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Dieting and Yom Kippur

May 9, 2009 | by Riva Pomerantz

Dieting as a paradigm for spiritual elevation.

Every time the High Holy Days approach, I feel regretful. How did the year fly by so quickly? What happened to all the tearful resolutions I made just a short Rosh Hashana ago? And what shape do I find myself in, as the Days of Judgment near?

Regret, in this time period, is actually not a bad thing. After all, the month of Elul and the Ten Days of Repentance are the prime time for regret and its productive offspring: repentance. In fact, we are encouraged to introspect and make deep, lasting spiritual changes in ourselves in the year ahead of us, as we leave behind our old, sin-spotted selves, and strive to become the people God wants us to be.

Yet what eludes me time and time again is the drive, the commitment, and the stick-to-it-ness so necessary in making sustainable spiritual changes within myself. How could I draw on my inner resources to forge a richer spiritual commitment this year?

Then it hit me: diet!

Whether it's low-carb, low-fat, Weight Watcher Points, calorie-counting, or cabbage soup, it seems like our society is truly obsessed with dieting. According to the Jewish perspective, nothing happens by chance. Therefore, there is no event, detail, or object that cannot be used to teach a lesson, provide an insight, or, at the very least, supply a good example of what not to do. There are lessons to be learned from everything in life, and there is nothing that escapes the prism of Jewish thought.

Enter: Dieting.

Besides its practical health benefits, what lesson could the all-consuming, excuse the pun, dieting craze hold from a Torah perspective?

If we could harness the willpower and devotion that we utilize for weight loss in order to advance ourselves spiritually, think about how much we could accomplish! The same "do it or die" philosophy that many of us embrace when we diet could be turned toward spiritual pursuits. Sounds crazy? Think about it for a moment.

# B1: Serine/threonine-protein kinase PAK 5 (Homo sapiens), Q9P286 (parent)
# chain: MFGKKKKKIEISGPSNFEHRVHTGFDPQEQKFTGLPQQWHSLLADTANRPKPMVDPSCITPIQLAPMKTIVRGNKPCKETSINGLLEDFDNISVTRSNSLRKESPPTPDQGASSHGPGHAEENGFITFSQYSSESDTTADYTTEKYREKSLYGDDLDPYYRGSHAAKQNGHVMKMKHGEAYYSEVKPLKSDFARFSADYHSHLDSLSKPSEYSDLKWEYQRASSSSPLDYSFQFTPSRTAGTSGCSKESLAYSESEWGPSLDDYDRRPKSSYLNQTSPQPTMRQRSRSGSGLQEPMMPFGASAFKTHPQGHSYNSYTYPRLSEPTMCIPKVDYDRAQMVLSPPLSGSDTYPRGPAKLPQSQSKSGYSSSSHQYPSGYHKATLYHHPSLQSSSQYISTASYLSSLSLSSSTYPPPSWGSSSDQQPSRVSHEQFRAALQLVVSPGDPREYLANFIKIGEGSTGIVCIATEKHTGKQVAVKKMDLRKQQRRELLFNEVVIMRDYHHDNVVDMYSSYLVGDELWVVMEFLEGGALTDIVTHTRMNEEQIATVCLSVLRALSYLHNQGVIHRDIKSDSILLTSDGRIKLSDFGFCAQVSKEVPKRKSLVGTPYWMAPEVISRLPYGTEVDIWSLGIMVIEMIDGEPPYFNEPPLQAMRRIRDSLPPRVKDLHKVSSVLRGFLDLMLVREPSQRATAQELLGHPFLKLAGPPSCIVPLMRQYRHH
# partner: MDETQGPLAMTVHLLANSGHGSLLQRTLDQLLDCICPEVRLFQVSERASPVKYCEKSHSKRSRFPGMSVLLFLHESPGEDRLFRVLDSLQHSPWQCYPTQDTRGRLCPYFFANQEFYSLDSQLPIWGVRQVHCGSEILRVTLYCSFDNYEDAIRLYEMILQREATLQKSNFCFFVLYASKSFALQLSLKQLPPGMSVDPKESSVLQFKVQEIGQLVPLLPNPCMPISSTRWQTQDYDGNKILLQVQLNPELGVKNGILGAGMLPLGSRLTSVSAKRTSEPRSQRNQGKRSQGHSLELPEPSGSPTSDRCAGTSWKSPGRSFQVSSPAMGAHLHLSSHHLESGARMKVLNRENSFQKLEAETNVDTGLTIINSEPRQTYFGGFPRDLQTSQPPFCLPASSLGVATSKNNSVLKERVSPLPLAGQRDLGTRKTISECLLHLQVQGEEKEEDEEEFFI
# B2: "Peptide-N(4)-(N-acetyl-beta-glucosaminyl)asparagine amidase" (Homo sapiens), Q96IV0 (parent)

Let's take anger as an example. Perhaps this Yom Kippur, as I contemplate who I am and who I want to be, I decide to work on not getting angry this year. In previous years, I would solemnly state my firm convictions to never get angry again, and I was serious about it. But just a few days -- or perhaps even minutes -- later, my child would spill Kool-Aid all over my white blouse, and all my convictions would go out the window!

Just as I firmly clamp my mouth shut when offered the donut, I could firmly clamp my mouth shut when the angry words threaten to escape.

In keeping with the dieting parallel, here's what my scenario would look like: Anger would become, in my mind, like fat/sugar/carbs, or any other "evil" that a diet plan eschews. Just as I steel myself when someone dangles a glazed donut worth 1000 calories in front of my nose, my getting angry carries the same consequences. If I can quell my strong desire to indulge in chocolate, donuts, or garlic bread, perhaps I can also stop myself from indulging in the anger reflex. Feeling angry is not the problem -- just like there's nothing wrong with feeling like I'd love to gobble up the whole box of donuts. But it's the action that I can refrain from. Just as I firmly clamp my mouth shut when offered the donut, I could firmly clamp my mouth shut when the angry words threaten to escape, and go somewhere else to cool off.